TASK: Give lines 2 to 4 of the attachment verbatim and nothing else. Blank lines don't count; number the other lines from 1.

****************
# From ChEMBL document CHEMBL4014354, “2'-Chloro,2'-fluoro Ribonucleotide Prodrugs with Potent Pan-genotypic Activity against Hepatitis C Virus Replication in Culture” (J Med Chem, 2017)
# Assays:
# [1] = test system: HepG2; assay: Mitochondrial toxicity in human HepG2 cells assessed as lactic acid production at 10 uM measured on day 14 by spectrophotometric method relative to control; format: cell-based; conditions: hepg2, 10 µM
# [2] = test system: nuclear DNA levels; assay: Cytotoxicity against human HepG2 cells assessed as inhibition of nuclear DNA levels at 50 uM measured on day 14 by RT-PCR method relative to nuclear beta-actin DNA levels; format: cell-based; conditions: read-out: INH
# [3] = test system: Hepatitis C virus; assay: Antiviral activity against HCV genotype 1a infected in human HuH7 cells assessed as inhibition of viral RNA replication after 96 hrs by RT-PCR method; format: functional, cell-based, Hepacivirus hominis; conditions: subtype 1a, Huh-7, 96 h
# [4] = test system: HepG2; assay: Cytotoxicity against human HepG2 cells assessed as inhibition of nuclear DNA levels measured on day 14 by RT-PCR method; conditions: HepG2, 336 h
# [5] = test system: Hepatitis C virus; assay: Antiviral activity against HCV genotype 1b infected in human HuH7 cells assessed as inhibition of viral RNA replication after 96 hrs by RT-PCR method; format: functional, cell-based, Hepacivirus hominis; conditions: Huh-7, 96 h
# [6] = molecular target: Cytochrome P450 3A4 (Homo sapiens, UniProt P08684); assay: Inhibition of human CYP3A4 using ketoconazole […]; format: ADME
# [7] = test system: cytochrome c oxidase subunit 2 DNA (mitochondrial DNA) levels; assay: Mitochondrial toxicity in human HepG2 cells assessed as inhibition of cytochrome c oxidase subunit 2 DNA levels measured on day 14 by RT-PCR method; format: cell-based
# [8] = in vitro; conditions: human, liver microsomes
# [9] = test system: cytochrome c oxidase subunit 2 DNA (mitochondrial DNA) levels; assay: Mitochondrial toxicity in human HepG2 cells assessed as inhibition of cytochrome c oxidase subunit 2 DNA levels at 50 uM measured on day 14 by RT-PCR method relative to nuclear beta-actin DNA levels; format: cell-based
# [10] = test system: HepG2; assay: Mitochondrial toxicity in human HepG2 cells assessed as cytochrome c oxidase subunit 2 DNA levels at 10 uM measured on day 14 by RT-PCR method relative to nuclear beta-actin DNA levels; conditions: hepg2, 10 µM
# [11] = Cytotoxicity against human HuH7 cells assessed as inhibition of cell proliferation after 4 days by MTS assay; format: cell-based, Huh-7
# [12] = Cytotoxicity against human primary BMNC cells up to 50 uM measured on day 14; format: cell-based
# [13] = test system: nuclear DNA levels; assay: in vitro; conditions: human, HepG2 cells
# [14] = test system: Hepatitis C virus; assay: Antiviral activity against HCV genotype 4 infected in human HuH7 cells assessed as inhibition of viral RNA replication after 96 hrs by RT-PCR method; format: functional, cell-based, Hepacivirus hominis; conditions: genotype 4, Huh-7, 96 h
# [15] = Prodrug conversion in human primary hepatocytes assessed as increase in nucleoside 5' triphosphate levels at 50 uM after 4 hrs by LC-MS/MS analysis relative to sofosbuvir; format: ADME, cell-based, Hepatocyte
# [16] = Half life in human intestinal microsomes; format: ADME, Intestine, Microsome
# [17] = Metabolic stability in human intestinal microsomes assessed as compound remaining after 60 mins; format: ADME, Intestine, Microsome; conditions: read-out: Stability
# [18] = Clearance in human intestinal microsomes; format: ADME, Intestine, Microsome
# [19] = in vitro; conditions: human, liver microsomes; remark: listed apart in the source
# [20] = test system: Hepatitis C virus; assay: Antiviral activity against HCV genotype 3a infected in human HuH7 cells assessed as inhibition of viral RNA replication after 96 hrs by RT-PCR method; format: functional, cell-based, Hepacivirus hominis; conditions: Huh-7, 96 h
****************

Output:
# Assays:
# [1] = test system: HepG2; assay: Mitochondrial toxicity in human HepG2 cells assessed as lactic acid production at 10 uM measured on day 14 by spectrophotometric method relative to control; format: cell-based; conditions: hepg2, 10 µM
# [2] = test system: nuclear DNA levels; assay: Cytotoxicity against human HepG2 cells assessed as inhibition of nuclear DNA levels at 50 uM measured on day 14 by RT-PCR method relative to nuclear beta-actin DNA levels; format: cell-based; conditions: read-out: INH